Truffaut said on more than one occasion that his relationship with his mother (a rather distant one, reportedly) had had an impact on his relationship with other women but in Jules et Jim he is able to portray the female of the species with a depth and an understanding such as I had never witnessed before or have since.

Truffaut's direction is peerless in its acuity and sensitivity, and it is greatly aided by some of the loveliest photography ever. In addition, he extracts superlative performances from all three leads. Oskar Werner's performance is deft beyond words. Henri Serre reminds me of Daniel Day-Lewis with a steely performance to match.

As art lovers, they fall in love with a bust of a woman and look for her until they find Catherine. Is this Catherine an echo of Cathy in Wuthering Heights? Serre might be the Heathcliff while Werner sounds more like an undecided Hamlet knowing he cannot hang on to his Ophelia. The passions at work in the film more than match that of the Bronte novel's characters and, of course, that of the lukewarm Dane.

As lovers of the flesh, Jim has a child by Catherine and Jules her love - but it carries a price. The ending is a subtle mix of irony, sadness, insightful observation and even a touch of the clownish with an unsuitably dressed Jim walking away with the ashes of his beloved lover and friend... much as Hamlet might have walked away with a skull or two.

There is a lyrical quality to this film that I believe has never been surpassed. Judging from Woody Allen's "Vicky Cristina Barcelona" -- which borrows shamelessly from the ideas of "Jules et Jim" -- it will take real genius and a many months of sustained inspiration to surpass it. Given the current never ending supply of mass produced flicks, I doubt it will ever be matched let alone surpassed...

"Jules et Jim" is a most intelligent film and a privilege to watch. If it were down to me, it would score 11 out of 10.

Reviewed by willtato 10 / 10

art isn't about "identification"

Why do so many people need to "get into the characters" "care about the characters" "identify with the characters", to enjoy or appreciate a great film? I think it's a type of selfishness, as shallow as the urge to reject an outcome one doesn't like. Examples: "I know it's good; but the ending was too down" (Lolita), or a woman I once heard criticize Unbearable Lightness of Being because one of the main characters is a womanizer who doesn't repent or have justice rendered to him. Ironically, in Jules and Jim, we see a woman who is a "manizer" whom some viewers are appalled or put off by).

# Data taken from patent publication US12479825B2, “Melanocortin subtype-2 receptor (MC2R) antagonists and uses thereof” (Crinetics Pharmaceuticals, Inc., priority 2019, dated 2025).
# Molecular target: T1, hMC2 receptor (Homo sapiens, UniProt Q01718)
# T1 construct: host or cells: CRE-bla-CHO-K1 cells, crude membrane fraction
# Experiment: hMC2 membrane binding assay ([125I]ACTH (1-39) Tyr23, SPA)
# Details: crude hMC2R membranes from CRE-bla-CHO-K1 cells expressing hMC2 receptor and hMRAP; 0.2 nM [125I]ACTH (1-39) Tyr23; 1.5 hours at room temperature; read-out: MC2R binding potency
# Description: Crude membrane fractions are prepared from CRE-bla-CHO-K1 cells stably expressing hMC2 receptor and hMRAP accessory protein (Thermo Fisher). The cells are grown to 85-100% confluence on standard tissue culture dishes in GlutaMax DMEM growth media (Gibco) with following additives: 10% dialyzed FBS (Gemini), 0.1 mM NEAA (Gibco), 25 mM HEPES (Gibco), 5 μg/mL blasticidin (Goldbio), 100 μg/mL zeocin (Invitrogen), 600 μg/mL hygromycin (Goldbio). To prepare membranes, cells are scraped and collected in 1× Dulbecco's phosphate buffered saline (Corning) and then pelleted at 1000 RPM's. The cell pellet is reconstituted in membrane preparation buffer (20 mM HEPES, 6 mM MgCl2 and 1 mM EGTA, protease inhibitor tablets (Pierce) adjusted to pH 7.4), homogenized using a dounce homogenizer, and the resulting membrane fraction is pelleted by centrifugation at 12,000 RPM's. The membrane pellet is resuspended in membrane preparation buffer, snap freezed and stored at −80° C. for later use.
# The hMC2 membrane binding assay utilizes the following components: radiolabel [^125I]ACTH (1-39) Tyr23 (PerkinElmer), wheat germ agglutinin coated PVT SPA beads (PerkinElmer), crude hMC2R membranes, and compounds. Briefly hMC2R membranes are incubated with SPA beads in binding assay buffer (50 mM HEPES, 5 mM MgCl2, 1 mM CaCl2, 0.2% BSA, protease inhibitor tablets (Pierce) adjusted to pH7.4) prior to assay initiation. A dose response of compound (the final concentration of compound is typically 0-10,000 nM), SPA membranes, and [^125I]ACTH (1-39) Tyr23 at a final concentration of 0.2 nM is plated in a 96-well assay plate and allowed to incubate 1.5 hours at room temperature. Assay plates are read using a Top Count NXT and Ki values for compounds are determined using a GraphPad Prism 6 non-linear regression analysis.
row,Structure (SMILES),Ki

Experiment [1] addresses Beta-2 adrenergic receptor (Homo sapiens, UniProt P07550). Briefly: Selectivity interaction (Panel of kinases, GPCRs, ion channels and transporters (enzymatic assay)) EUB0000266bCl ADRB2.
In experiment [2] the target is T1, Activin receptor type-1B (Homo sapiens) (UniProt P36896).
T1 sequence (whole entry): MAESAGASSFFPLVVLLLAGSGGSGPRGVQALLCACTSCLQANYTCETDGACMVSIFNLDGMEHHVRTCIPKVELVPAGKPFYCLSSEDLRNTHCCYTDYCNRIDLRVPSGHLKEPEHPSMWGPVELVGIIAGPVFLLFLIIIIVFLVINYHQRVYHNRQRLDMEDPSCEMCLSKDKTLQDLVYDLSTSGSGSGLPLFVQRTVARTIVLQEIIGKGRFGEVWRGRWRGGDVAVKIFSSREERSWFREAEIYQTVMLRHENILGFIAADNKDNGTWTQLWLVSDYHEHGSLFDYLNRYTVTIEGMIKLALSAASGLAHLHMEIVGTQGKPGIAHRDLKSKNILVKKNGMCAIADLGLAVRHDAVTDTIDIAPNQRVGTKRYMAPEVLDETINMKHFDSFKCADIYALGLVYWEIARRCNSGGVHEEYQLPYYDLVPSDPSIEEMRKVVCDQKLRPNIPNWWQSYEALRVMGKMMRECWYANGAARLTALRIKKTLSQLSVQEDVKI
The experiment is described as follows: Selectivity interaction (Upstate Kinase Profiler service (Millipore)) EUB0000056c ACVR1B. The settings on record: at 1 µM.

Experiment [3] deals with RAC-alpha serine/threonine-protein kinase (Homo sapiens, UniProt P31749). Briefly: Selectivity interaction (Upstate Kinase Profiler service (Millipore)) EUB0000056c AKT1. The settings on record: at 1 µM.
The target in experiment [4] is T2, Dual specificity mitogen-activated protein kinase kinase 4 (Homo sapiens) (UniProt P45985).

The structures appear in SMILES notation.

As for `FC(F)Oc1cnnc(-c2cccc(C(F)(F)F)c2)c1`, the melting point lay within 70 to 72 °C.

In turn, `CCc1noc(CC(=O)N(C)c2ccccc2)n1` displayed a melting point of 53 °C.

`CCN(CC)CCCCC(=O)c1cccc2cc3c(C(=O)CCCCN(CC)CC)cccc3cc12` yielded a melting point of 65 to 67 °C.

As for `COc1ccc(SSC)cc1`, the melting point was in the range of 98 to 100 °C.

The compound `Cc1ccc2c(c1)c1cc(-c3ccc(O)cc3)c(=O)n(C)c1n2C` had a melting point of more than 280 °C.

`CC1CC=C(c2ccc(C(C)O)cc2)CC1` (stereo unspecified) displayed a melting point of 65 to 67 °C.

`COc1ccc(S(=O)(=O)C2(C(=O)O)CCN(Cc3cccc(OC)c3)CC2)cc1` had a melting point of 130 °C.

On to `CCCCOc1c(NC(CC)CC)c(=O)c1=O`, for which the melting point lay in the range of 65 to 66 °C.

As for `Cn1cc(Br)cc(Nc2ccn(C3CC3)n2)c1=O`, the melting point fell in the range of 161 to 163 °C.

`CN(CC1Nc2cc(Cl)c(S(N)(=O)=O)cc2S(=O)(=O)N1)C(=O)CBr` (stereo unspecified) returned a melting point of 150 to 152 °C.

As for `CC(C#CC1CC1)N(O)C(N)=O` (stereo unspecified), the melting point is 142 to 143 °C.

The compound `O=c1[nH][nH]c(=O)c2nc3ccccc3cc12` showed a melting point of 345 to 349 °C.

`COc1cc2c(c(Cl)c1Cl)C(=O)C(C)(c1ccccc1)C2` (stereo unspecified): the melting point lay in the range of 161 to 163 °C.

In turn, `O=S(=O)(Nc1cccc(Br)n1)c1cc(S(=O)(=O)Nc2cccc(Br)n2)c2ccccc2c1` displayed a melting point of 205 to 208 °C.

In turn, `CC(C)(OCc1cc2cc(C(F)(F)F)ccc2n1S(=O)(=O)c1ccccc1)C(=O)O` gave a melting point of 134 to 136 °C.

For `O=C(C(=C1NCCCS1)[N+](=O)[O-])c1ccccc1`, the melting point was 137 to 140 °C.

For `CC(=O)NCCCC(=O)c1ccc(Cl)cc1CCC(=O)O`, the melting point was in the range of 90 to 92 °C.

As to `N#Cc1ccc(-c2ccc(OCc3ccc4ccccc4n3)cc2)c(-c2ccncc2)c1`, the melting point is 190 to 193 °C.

Jules and Jim features three characters whose unrealism is beyond question - Truffaut himself might comment on how Catherine fascinated the other two, but I doubt very much he would claim any of the three to be "realistic". I think the whole thing is a fable, and therefore the three are more like archetypes. The beauty isn't really the story, but HOW the story unfolds, and, most importantly how it is told VISUALLY: the breeziness interrupted by dramatic outbursts (flames, jumping into the river, death by drowning), the exploration of love as a fleeing of tediousness and predictability, the hinting (yes there is a type of love between Jules and Jim, though not a homo erotic one) that friendship is always deeper than romantic love, the beautiful flowing and editing of sequences, for example: where all three go bicycling in the country.

The duty of film is to tell a story in moving images, to take advantage of the things that specifically make cinema different from drama or literature - moving the spectator about in space and time, which cannot be done in any other art form in quite the same way. But nothing about this movie is conventional, and people looking for "resolution", or a someone getting their comeuppances, or even a character learning more about himself must look elsewhere for gratification.